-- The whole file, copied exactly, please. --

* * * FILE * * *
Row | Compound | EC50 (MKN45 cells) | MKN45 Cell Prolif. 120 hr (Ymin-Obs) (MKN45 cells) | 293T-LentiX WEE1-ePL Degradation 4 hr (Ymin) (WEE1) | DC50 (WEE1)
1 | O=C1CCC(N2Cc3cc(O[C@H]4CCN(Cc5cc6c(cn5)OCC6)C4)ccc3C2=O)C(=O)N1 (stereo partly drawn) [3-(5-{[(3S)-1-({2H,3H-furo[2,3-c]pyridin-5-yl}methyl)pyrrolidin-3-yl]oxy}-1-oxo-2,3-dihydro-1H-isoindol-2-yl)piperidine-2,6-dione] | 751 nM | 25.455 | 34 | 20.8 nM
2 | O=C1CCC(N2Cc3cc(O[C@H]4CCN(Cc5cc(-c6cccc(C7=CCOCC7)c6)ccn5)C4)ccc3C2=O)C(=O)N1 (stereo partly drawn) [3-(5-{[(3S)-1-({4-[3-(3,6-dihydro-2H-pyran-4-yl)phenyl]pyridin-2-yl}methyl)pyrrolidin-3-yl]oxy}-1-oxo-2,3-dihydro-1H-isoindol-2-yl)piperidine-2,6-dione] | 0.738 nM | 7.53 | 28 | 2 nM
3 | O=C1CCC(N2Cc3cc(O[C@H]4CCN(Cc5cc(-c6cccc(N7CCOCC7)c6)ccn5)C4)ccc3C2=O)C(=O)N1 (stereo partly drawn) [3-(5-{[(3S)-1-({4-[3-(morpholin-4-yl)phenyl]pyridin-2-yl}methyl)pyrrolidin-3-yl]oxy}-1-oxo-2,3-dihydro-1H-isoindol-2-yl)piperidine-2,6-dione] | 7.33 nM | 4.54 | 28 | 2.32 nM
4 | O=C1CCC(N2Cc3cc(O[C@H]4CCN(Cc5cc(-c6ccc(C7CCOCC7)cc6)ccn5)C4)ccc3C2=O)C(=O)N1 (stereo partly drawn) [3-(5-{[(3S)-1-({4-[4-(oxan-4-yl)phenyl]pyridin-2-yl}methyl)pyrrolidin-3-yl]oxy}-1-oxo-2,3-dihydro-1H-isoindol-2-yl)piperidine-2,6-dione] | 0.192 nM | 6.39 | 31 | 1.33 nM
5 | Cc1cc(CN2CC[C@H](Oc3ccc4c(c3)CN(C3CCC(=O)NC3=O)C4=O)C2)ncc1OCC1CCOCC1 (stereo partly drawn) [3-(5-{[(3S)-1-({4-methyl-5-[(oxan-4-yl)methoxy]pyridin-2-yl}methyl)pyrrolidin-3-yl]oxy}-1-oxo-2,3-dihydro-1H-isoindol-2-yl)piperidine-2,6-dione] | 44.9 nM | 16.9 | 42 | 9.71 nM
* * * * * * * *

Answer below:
Row | Compound | EC50 (MKN45 cells) | MKN45 Cell Prolif. 120 hr (Ymin-Obs) (MKN45 cells) | 293T-LentiX WEE1-ePL Degradation 4 hr (Ymin) (WEE1) | DC50 (WEE1)
1 | O=C1CCC(N2Cc3cc(O[C@H]4CCN(Cc5cc6c(cn5)OCC6)C4)ccc3C2=O)C(=O)N1 (stereo partly drawn) [3-(5-{[(3S)-1-({2H,3H-furo[2,3-c]pyridin-5-yl}methyl)pyrrolidin-3-yl]oxy}-1-oxo-2,3-dihydro-1H-isoindol-2-yl)piperidine-2,6-dione] | 751 nM | 25.455 | 34 | 20.8 nM
2 | O=C1CCC(N2Cc3cc(O[C@H]4CCN(Cc5cc(-c6cccc(C7=CCOCC7)c6)ccn5)C4)ccc3C2=O)C(=O)N1 (stereo partly drawn) [3-(5-{[(3S)-1-({4-[3-(3,6-dihydro-2H-pyran-4-yl)phenyl]pyridin-2-yl}methyl)pyrrolidin-3-yl]oxy}-1-oxo-2,3-dihydro-1H-isoindol-2-yl)piperidine-2,6-dione] | 0.738 nM | 7.53 | 28 | 2 nM
3 | O=C1CCC(N2Cc3cc(O[C@H]4CCN(Cc5cc(-c6cccc(N7CCOCC7)c6)ccn5)C4)ccc3C2=O)C(=O)N1 (stereo partly drawn) [3-(5-{[(3S)-1-({4-[3-(morpholin-4-yl)phenyl]pyridin-2-yl}methyl)pyrrolidin-3-yl]oxy}-1-oxo-2,3-dihydro-1H-isoindol-2-yl)piperidine-2,6-dione] | 7.33 nM | 4.54 | 28 | 2.32 nM
4 | O=C1CCC(N2Cc3cc(O[C@H]4CCN(Cc5cc(-c6ccc(C7CCOCC7)cc6)ccn5)C4)ccc3C2=O)C(=O)N1 (stereo partly drawn) [3-(5-{[(3S)-1-({4-[4-(oxan-4-yl)phenyl]pyridin-2-yl}methyl)pyrrolidin-3-yl]oxy}-1-oxo-2,3-dihydro-1H-isoindol-2-yl)piperidine-2,6-dione] | 0.192 nM | 6.39 | 31 | 1.33 nM
5 | Cc1cc(CN2CC[C@H](Oc3ccc4c(c3)CN(C3CCC(=O)NC3=O)C4=O)C2)ncc1OCC1CCOCC1 (stereo partly drawn) [3-(5-{[(3S)-1-({4-methyl-5-[(oxan-4-yl)methoxy]pyridin-2-yl}methyl)pyrrolidin-3-yl]oxy}-1-oxo-2,3-dihydro-1H-isoindol-2-yl)piperidine-2,6-dione] | 44.9 nM | 16.9 | 42 | 9.71 nM